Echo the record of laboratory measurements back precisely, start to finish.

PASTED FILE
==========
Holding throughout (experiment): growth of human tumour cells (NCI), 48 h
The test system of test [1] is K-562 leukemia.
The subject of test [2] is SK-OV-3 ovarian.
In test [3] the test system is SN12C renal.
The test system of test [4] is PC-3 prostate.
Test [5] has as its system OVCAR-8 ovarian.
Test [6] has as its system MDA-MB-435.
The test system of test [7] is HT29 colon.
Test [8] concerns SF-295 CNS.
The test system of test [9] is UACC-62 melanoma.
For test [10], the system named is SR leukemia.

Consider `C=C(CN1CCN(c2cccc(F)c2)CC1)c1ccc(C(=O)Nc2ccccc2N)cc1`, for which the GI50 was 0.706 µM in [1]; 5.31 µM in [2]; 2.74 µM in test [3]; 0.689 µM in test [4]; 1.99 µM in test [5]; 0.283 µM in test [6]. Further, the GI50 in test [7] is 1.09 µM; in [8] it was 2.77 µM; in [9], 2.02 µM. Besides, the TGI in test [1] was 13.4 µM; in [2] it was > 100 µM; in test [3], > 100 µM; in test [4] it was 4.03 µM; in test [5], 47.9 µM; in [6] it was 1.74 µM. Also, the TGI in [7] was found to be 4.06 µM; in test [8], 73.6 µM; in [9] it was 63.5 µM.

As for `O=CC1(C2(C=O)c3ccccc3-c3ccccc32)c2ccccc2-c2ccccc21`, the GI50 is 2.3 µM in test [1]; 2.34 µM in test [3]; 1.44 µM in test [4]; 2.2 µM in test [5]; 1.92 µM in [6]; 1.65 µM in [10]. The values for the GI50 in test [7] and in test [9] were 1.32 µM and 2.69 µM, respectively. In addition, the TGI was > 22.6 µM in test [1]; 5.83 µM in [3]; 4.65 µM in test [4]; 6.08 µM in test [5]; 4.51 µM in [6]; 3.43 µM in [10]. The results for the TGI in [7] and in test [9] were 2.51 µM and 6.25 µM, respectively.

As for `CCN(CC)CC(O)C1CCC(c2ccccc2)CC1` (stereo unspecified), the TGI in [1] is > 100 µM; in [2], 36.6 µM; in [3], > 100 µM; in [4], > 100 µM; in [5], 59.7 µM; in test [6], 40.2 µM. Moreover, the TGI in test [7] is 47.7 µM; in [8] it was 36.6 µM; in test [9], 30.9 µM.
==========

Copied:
Holding throughout (experiment): growth of human tumour cells (NCI), 48 h
The test system of test [1] is K-562 leukemia.
The subject of test [2] is SK-OV-3 ovarian.
In test [3] the test system is SN12C renal.
The test system of test [4] is PC-3 prostate.
Test [5] has as its system OVCAR-8 ovarian.
Test [6] has as its system MDA-MB-435.
The test system of test [7] is HT29 colon.
Test [8] concerns SF-295 CNS.
The test system of test [9] is UACC-62 melanoma.
For test [10], the system named is SR leukemia.

Consider `C=C(CN1CCN(c2cccc(F)c2)CC1)c1ccc(C(=O)Nc2ccccc2N)cc1`, for which the GI50 was 0.706 µM in [1]; 5.31 µM in [2]; 2.74 µM in test [3]; 0.689 µM in test [4]; 1.99 µM in test [5]; 0.283 µM in test [6]. Further, the GI50 in test [7] is 1.09 µM; in [8] it was 2.77 µM; in [9], 2.02 µM. Besides, the TGI in test [1] was 13.4 µM; in [2] it was > 100 µM; in test [3], > 100 µM; in test [4] it was 4.03 µM; in test [5], 47.9 µM; in [6] it was 1.74 µM. Also, the TGI in [7] was found to be 4.06 µM; in test [8], 73.6 µM; in [9] it was 63.5 µM.

As for `O=CC1(C2(C=O)c3ccccc3-c3ccccc32)c2ccccc2-c2ccccc21`, the GI50 is 2.3 µM in test [1]; 2.34 µM in test [3]; 1.44 µM in test [4]; 2.2 µM in test [5]; 1.92 µM in [6]; 1.65 µM in [10]. The values for the GI50 in test [7] and in test [9] were 1.32 µM and 2.69 µM, respectively. In addition, the TGI was > 22.6 µM in test [1]; 5.83 µM in [3]; 4.65 µM in test [4]; 6.08 µM in test [5]; 4.51 µM in [6]; 3.43 µM in [10]. The results for the TGI in [7] and in test [9] were 2.51 µM and 6.25 µM, respectively.

As for `CCN(CC)CC(O)C1CCC(c2ccccc2)CC1` (stereo unspecified), the TGI in [1] is > 100 µM; in [2], 36.6 µM; in [3], > 100 µM; in [4], > 100 µM; in [5], 59.7 µM; in test [6], 40.2 µM. Moreover, the TGI in test [7] is 47.7 µM; in [8] it was 36.6 µM; in test [9], 30.9 µM.